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Deni Ramirez is the director of Tiburón Ballena México (Whale Shark Mexico). Her study site is the Gulf of California, Mexico. She provided us with this video, en Español, explaining how she uses the Argos satellite system. 

Translated by Claudia Gomez Ochoa:

"At the moment we have a program of satellite tags on large manta rays and whale sharks. These tags are being placed on animals in the Revillagigedo Archipelago (Socorro Island) where we have been studying the giant rays for many years. With photo identification we have been able to tell that the rays move between the islands. The intention of tagging them is to know how long the rays spend within the protected area of the islands, if they have migration routes between each island, and to see if we can use that knowledge for their conservation. We also want to know where the rays leave to once they leave Revillagigedo Archipelago. 

In the case of the Whale Sharks we have been studying them for many years in the Gulf of California, and we have the pleasure of having pregnant females in the Gulf of California and in Revillagigedo, these are the only places in Mexico and the Galapagos were pregnant females aggregate. With our previous study with tags on pregnant females we were able to notate that they leave the Gulf of California and go to Revillagigedo Archipelago. So we are trying to find out with the tags what happens after they leave the Archipelago.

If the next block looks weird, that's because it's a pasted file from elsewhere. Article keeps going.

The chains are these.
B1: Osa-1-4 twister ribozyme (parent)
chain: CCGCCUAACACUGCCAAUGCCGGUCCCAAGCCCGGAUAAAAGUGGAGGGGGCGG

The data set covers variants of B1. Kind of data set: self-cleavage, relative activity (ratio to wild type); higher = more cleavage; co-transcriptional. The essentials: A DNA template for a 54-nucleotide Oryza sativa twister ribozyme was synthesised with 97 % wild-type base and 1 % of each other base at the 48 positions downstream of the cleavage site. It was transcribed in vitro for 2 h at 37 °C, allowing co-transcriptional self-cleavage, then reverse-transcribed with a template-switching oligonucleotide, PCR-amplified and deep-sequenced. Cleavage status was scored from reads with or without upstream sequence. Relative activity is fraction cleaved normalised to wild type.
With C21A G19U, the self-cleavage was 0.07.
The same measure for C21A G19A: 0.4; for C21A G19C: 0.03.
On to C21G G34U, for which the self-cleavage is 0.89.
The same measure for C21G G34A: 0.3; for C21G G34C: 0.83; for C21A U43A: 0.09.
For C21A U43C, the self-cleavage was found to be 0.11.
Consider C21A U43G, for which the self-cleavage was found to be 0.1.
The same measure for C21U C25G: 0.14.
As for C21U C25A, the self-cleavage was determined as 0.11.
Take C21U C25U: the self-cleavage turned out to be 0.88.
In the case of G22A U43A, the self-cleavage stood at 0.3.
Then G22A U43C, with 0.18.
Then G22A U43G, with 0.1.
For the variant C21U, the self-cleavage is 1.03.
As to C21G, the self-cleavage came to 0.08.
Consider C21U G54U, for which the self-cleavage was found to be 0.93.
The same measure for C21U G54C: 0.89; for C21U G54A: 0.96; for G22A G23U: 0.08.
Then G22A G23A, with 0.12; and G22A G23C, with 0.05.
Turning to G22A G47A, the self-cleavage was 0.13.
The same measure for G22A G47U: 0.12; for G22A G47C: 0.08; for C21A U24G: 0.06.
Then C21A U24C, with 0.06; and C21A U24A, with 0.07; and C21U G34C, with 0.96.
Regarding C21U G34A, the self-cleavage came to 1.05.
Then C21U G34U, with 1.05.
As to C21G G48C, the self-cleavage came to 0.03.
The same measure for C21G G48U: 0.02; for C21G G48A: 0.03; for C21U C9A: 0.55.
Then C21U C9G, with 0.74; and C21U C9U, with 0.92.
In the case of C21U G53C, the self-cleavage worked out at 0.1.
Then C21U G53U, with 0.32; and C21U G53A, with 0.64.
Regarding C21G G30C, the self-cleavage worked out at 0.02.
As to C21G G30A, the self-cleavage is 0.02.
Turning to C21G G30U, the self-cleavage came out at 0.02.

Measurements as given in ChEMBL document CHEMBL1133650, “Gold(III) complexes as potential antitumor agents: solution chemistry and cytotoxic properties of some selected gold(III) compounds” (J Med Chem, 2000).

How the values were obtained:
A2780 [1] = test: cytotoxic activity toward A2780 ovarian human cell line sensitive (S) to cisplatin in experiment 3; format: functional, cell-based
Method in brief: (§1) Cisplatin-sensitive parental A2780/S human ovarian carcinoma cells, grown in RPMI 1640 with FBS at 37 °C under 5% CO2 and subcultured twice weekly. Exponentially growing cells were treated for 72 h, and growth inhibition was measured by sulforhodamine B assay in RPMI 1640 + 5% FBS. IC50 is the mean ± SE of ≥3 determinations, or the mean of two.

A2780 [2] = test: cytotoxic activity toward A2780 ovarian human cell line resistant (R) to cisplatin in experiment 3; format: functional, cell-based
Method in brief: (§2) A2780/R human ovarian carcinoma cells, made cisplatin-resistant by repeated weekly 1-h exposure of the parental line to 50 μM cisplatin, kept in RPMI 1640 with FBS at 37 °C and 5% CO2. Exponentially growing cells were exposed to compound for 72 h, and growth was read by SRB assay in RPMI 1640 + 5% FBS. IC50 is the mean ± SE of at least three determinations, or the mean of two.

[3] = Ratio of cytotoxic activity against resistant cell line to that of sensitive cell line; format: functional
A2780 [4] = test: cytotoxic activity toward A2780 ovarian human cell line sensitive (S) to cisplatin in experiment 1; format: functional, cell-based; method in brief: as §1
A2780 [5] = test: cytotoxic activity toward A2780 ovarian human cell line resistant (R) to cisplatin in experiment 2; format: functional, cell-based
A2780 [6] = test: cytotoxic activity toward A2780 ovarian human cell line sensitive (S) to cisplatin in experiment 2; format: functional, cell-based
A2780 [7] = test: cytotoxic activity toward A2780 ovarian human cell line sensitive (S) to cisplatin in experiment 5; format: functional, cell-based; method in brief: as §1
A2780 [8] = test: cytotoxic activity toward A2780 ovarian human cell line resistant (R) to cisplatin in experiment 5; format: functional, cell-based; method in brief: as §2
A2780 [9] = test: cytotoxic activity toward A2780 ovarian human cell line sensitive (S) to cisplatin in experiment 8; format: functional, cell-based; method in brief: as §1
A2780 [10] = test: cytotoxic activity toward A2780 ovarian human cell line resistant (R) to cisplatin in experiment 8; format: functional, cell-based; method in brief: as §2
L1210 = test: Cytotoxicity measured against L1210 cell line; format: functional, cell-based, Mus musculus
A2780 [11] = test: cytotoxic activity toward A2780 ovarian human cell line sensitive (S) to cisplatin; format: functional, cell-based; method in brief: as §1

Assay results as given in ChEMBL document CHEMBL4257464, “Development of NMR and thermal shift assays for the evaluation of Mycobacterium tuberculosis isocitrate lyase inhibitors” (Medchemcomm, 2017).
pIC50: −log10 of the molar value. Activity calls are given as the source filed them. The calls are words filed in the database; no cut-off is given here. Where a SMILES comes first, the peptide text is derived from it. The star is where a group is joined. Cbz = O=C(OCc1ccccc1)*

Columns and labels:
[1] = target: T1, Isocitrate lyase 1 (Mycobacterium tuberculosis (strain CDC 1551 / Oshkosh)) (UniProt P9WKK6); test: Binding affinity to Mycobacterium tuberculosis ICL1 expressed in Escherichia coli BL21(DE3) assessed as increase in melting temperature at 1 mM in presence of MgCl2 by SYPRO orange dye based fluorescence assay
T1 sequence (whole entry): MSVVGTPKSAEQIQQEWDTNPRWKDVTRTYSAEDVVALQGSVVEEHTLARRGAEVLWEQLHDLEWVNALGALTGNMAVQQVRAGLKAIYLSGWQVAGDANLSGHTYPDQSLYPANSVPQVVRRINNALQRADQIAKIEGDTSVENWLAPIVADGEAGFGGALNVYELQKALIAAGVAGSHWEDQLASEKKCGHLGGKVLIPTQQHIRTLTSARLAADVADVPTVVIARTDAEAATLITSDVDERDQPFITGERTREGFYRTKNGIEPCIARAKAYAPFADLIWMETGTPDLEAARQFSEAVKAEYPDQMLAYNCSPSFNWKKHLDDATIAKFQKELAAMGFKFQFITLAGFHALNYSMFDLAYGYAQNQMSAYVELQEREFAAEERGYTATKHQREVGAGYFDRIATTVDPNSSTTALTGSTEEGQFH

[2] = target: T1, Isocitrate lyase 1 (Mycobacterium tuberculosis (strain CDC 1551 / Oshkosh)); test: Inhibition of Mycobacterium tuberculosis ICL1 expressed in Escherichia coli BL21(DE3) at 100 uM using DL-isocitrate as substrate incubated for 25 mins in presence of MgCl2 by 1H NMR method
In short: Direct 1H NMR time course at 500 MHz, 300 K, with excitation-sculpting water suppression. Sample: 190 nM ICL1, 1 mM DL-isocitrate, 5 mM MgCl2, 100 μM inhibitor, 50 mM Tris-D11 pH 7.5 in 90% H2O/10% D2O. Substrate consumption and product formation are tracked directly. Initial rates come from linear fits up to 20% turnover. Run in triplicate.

The way the tags work is that we program them to collect data for 6 months while they are on the animal. During this time they record temperature, depth and light level. After the 6 period, the tag is going to pop off the animal by itself. Once at the surface it transmits data to Argos satellite system and once that happens it will send all the information via email to us. Since there are no GPS underwater, with the information we receive we are able to estimate the movement analysis (based on other collected information such as light levels). This estimate of movement will be done by CLS and CLS America using their Track&Loc data analysis."

You can follow Tiburón Ballena México (Whale Shark Mexico) on Facebook here

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